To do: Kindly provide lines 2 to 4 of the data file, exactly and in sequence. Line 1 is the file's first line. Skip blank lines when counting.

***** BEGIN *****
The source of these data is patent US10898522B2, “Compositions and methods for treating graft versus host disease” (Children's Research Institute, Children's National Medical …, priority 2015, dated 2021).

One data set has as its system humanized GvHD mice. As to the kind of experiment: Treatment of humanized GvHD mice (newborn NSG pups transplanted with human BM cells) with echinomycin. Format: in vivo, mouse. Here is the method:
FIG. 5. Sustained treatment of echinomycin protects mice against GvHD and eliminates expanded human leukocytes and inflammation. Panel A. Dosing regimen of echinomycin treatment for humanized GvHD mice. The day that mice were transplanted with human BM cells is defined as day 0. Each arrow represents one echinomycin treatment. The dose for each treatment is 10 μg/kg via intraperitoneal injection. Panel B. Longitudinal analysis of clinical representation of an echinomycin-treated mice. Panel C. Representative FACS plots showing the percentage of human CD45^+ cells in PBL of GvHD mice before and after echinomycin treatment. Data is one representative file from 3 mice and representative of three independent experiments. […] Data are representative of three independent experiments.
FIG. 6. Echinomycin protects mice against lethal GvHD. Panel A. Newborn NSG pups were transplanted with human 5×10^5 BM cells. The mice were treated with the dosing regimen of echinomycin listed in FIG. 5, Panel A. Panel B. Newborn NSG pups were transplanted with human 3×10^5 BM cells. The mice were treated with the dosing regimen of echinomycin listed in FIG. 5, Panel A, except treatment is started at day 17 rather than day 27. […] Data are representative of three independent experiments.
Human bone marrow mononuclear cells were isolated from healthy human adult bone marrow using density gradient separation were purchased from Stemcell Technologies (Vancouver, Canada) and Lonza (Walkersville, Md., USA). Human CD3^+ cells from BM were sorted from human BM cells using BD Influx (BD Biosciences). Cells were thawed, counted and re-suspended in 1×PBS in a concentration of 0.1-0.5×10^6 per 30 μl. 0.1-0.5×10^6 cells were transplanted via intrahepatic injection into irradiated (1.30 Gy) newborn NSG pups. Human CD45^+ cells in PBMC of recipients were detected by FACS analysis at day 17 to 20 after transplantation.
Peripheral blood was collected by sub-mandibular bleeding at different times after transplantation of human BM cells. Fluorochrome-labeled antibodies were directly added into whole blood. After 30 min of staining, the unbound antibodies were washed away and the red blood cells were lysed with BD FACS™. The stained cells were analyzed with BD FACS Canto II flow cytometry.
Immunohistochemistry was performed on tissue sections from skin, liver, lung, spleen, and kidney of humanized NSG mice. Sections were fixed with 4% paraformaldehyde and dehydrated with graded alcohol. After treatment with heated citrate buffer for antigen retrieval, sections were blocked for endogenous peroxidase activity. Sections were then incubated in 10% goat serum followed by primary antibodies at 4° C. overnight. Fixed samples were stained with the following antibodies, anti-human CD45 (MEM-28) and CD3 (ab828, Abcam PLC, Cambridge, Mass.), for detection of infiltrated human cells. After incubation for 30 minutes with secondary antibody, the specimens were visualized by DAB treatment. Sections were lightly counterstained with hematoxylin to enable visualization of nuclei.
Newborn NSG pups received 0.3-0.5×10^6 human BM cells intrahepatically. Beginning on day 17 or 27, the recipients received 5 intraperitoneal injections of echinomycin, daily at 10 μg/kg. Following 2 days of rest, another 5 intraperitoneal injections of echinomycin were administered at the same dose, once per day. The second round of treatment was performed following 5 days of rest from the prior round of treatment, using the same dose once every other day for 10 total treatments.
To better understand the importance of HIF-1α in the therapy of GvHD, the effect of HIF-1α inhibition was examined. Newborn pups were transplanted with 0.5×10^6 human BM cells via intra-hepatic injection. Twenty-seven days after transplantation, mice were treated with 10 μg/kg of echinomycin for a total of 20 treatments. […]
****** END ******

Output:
One data set has as its system humanized GvHD mice. As to the kind of experiment: Treatment of humanized GvHD mice (newborn NSG pups transplanted with human BM cells) with echinomycin. Format: in vivo, mouse. Here is the method:
FIG. 5. Sustained treatment of echinomycin protects mice against GvHD and eliminates expanded human leukocytes and inflammation. Panel A. Dosing regimen of echinomycin treatment for humanized GvHD mice. The day that mice were transplanted with human BM cells is defined as day 0. Each arrow represents one echinomycin treatment. The dose for each treatment is 10 μg/kg via intraperitoneal injection. Panel B. Longitudinal analysis of clinical representation of an echinomycin-treated mice. Panel C. Representative FACS plots showing the percentage of human CD45^+ cells in PBL of GvHD mice before and after echinomycin treatment. Data is one representative file from 3 mice and representative of three independent experiments. […] Data are representative of three independent experiments.
FIG. 6. Echinomycin protects mice against lethal GvHD. Panel A. Newborn NSG pups were transplanted with human 5×10^5 BM cells. The mice were treated with the dosing regimen of echinomycin listed in FIG. 5, Panel A. Panel B. Newborn NSG pups were transplanted with human 3×10^5 BM cells. The mice were treated with the dosing regimen of echinomycin listed in FIG. 5, Panel A, except treatment is started at day 17 rather than day 27. […] Data are representative of three independent experiments.